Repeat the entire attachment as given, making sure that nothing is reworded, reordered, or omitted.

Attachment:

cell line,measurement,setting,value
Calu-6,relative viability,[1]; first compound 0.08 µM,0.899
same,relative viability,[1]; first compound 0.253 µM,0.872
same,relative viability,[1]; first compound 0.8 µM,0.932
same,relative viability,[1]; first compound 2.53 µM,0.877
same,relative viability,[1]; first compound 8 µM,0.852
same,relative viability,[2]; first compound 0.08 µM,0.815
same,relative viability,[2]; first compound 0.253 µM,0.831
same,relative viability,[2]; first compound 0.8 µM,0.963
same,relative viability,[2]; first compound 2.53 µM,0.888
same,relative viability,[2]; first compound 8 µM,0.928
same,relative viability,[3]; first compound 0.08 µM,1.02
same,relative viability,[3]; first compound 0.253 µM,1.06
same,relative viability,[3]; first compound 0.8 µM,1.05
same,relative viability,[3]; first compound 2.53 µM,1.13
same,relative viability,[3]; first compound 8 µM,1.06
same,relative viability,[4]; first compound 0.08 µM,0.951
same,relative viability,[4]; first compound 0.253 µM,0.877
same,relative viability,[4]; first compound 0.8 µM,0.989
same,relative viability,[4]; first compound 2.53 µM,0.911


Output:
cell line,measurement,setting,value
Calu-6,relative viability,[1]; first compound 0.08 µM,0.899
same,relative viability,[1]; first compound 0.253 µM,0.872
same,relative viability,[1]; first compound 0.8 µM,0.932
same,relative viability,[1]; first compound 2.53 µM,0.877
same,relative viability,[1]; first compound 8 µM,0.852
same,relative viability,[2]; first compound 0.08 µM,0.815
same,relative viability,[2]; first compound 0.253 µM,0.831
same,relative viability,[2]; first compound 0.8 µM,0.963
same,relative viability,[2]; first compound 2.53 µM,0.888
same,relative viability,[2]; first compound 8 µM,0.928
same,relative viability,[3]; first compound 0.08 µM,1.02
same,relative viability,[3]; first compound 0.253 µM,1.06
same,relative viability,[3]; first compound 0.8 µM,1.05
same,relative viability,[3]; first compound 2.53 µM,1.13
same,relative viability,[3]; first compound 8 µM,1.06
same,relative viability,[4]; first compound 0.08 µM,0.951
same,relative viability,[4]; first compound 0.253 µM,0.877
same,relative viability,[4]; first compound 0.8 µM,0.989
same,relative viability,[4]; first compound 2.53 µM,0.911